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Final Report Summary - SCHIZO-MTCB1 (Cannabinoid receptors CB1 in schizophrenia: role of brain mitochondrial activity and astroglial signalling)

The main aim of this project was to investigate if mitochondrial CB1 receptor (mtCB1) signalling in the brain participate in the development and/or symptomatology of psychotic-like states induced by cannabinoid drugs, and whether astroglial cells might play a particular role in these processes. During this two-years project we have almost fulfilled all the objectives previously proposed:

First, we have generated some tools to try to discriminate mtCB1 receptor from other cellular locations. Thus, we have used a specific inhibitor that block one of the downstream signalling proteins depending on mtCB1 receptor (the soluble adenyl cyclase). On the other hand, we have generated a mutant CB1 protein (DN22CB1) that is not able to be present in the mitochondrial membranes. All these tools have been described in a recent publication by the host lab in Nature (Hebert-Chatelain et al., 2016). Using these tools by local injections in the brain or the generation of cell-specific viral approaches we are able to interfere the mtCB1 signalling in specific brain regions or cell-types to better understand the possible implication of mtCB1 in the effects induced by THC.

Second, we have set up a complete battery of behavioural tests in order to study the psychotic-like effects induced by cannabinoids. Thus, we have started to choose the optimal doses of the main psychoactive component of the plant Cannabis sativa, THC, that produce several psychotic-like effects: working memory (cognitive symptoms), prepulse inhibition (sensorymotor symptoms), social interaction (negative symptoms), locomotion and reality testing tasks (positive symptoms). Indeed, a strong effort was dedicated to set up this new model in mice to study reality testing that can be an interesting and useful tool to study the positive-like psychotic symptoms. All these results have been recently published in the Molecular Psychiatry Journal (Busquets-Garcia et al. 2017). Moreover, we have been able to demonstrate a potential new therapeutic strategy to tackle all the psychotic-like states induced by THC using pregnenolone. Some years ago, it was shown that pregnenolone treatment inhibited THC-induced molecular and behavioral effects. This suggested that pregnenolone might act as an endogenous signalling-specific negative allosteric modulator of CB1Rs. Interestingly, pregnenolone is synthetized in the mitochondria from cholesterol by cytochrome P450scc. Importantly, pregnenolone administration blocked all the psychotic-like effects induced by THC. These results also suggests that pregnenolone can be used as a new therapeutic tool to prevent psychoses induced by cannabinoid drugs. All these results have been published in the Molecular Psychiatry Journal (Busquets-Garcia et al. 2017). In fact, in the same line, I have been collaborating with Aelis Farma which is a pharmaceutical company trying to develop pregnenolone derivatives compounds in order to block THC induced effects and psychotic-lie symptoms.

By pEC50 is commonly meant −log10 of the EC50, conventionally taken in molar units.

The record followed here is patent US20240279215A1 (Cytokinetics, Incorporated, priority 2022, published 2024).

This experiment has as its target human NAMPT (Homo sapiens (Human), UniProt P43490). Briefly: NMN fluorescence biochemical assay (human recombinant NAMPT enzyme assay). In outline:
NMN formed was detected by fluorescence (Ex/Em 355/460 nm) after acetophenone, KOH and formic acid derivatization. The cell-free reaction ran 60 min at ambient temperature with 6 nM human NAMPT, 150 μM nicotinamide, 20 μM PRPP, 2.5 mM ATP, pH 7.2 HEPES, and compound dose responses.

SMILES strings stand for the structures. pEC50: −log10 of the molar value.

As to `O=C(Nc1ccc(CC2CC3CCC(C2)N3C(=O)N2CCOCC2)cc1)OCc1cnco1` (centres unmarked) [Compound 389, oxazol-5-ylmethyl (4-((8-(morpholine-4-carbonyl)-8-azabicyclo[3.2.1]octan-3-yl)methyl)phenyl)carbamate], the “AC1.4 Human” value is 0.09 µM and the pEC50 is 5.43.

Third, we have also obtained strong preliminary data pointing to the possible involvement of mitochondria and astrocytes in the psychotic –like effects induced by cannabinoids. Thus, we have preliminary results that pointed to the mtCB1 receptor localized in the astrocytes as the responsible for some of the psychotic-like effects induced by THC (e.g. social interaction impairment). Moreover, it seems that mitochondrial reactive oxygen species (mtROS) can play an important role in these effects induced by cannabinoids. However, more work will be needed to further confirm these interesting results.

Finally, we started to set up cannabinoid-dependent mouse models of psychotic-like states to try to investigate the role of astrocytic or mitochondrial CB1 receptor. First, we wanted to set up the optimal conditions with THC treatments during critical periods (e.g. adolescence and in the prenatal period) in order to combine these pharmacological strategies with the maternal deprivation or other models of schizophrenia. Adolescent THC administration during adolescence impacts different behaviours that can be considered psychotic-like phenotypes (e.g. social interaction, impairment or deficits in working memory).

Thus, during these two years project we have substantially advanced on the understanding of the possible role of mtCB1 receptor in the development of psychotic-like states induced by cannabinoid drugs. Moreover, (i) we have provided new pharmacological and viral tools to interfere a specific mitochondrial protein (mtCB1), (ii) we have set up a possible new behavioural approach to study positive psychotic-like effects in mice, (iii) we have demonstrated a new possible therapeutic approach against cannabis-induced psychoses and, finally, (iv) we have obtained valuable data implicating astrocytes in some of the psychotic-like states induced by THC.

Related information

Reported by

INSTITUT NATIONAL DE LA SANTE ET DE LA RECHERCHE MEDICALE (INSERM)
France
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